Profiling of Oral and Nasal Microbiome in Children With Cleft Palate

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Abstract

Objective:

To identify the oral and nasal microbial profile of cleft palate children and control children and to reveal interrelationships between the microbiome and the high prevalence of infectious diseases.

Design:

Saliva and nasal samples of 10 cleft palate children and 10 age-matched control children were analyzed. Total microbial genomic DNA was isolated, polymerase chain reaction-denaturing gradient gel electrophoresis was applied to obtain fingerprints, and selected bands on fingerprints were sequenced.

Results:

The results revealed a significantly lower saliva microbial diversity in cleft children and a different microbial component in both saliva and nares in children with cleft palate. A higher component similarity between the oral and nasal samples was found in the cleft group than in the control group.Lautropiaspecies andBacillusspecies were significantly less present among the saliva samples of cleft group.Dolosigranulumspecies andBacillusspecies were significantly fewer in the nasal cavity of cleft group.Streptococcusspecies became much more predominant in the nasal cavity of the cleft group than in that of the control group.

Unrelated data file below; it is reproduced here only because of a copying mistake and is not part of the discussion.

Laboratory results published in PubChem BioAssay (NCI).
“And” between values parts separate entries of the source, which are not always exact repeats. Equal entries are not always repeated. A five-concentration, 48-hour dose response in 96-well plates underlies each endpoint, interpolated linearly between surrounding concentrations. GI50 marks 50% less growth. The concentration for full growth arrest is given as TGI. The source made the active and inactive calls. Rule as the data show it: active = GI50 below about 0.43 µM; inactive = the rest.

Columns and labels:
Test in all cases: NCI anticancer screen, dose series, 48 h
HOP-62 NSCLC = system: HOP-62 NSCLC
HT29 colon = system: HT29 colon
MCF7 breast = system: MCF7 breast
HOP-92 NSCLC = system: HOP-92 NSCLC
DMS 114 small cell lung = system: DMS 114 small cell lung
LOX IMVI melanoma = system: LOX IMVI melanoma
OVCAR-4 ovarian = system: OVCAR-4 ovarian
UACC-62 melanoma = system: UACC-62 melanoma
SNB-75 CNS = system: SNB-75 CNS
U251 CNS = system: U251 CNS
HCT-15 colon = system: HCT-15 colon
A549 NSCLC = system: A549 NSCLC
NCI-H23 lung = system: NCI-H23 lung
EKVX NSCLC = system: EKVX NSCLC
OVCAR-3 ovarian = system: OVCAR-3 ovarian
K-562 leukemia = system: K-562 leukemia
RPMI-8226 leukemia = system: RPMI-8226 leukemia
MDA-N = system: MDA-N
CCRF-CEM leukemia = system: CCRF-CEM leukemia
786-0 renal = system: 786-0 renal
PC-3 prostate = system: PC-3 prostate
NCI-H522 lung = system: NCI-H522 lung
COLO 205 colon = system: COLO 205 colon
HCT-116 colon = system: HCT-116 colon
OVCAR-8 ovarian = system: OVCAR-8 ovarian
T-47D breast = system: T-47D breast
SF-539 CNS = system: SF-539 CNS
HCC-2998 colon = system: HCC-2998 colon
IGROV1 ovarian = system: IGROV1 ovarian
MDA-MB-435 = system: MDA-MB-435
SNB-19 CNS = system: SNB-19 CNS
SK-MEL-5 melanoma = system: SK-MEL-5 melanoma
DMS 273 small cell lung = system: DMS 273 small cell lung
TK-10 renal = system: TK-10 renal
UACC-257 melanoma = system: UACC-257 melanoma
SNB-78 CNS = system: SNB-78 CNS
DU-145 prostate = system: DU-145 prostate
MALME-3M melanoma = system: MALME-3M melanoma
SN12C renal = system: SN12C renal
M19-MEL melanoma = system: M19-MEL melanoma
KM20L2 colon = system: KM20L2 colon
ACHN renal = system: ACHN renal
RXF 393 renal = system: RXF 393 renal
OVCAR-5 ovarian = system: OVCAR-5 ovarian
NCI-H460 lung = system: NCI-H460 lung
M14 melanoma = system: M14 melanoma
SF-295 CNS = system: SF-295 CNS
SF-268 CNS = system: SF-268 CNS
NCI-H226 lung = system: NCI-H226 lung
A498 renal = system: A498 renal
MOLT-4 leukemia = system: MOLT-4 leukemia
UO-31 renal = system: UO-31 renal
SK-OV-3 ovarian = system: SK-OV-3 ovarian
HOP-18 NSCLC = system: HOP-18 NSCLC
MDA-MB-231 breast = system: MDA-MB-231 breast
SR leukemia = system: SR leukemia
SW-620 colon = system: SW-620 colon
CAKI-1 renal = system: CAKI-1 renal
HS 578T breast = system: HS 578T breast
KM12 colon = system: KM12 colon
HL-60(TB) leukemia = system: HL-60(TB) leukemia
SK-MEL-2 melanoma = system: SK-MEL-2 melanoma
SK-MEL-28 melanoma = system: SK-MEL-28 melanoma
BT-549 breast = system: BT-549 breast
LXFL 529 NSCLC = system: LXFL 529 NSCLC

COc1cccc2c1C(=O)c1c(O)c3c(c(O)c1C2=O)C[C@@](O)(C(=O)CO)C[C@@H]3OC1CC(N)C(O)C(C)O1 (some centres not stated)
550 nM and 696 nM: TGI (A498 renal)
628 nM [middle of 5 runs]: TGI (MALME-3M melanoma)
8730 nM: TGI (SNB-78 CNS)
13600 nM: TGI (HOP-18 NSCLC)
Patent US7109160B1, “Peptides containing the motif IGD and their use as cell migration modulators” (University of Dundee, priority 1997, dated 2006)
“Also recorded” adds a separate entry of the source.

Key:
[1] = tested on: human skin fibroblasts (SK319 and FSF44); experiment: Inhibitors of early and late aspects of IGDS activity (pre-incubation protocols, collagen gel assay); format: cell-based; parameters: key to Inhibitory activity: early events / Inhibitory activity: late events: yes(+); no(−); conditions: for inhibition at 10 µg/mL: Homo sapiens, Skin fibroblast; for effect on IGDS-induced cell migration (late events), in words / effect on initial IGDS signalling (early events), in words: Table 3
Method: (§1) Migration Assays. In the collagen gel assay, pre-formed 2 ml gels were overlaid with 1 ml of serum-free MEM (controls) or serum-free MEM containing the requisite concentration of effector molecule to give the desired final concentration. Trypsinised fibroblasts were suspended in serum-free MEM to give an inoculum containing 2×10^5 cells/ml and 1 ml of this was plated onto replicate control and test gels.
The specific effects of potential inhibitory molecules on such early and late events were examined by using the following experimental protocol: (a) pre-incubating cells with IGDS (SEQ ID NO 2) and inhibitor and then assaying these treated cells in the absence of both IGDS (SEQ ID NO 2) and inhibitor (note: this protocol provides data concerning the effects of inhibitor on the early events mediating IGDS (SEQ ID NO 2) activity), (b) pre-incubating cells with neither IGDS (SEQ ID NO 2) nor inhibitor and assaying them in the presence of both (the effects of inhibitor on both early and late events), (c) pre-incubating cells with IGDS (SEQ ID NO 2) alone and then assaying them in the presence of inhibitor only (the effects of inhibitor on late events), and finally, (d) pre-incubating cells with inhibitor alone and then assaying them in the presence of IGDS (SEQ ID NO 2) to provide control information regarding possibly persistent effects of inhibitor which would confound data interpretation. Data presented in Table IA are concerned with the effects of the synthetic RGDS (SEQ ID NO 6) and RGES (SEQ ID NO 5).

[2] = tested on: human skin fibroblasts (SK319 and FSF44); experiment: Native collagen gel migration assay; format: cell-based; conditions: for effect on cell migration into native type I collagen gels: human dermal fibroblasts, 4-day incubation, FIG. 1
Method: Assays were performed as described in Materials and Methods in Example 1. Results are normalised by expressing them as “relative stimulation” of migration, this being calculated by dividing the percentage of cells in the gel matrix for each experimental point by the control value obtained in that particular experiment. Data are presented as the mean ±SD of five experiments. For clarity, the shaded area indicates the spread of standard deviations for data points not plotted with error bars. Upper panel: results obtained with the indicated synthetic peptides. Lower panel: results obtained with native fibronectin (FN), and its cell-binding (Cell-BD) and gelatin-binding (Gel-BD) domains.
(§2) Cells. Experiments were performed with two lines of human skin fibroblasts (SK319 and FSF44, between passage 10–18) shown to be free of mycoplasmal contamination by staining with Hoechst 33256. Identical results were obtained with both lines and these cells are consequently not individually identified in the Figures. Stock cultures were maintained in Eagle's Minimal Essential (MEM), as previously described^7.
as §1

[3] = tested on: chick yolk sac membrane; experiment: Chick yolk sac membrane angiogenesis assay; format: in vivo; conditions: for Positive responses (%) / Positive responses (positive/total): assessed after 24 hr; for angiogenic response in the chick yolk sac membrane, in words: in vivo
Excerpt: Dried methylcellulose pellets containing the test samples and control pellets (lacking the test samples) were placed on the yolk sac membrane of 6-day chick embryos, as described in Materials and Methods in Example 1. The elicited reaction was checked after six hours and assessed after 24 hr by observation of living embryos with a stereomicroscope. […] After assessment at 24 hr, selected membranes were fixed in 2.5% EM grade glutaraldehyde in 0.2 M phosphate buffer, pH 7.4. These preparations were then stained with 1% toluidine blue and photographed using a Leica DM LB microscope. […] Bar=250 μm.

Conclusions:

A disturbed ecological ecosystem is found in oral and nasal microbiome of children with cleft palate as a consequence of the abnormal communication between the two cavities. Further studies are needed to explore the relationship between the disturbed microbiome and diseases.

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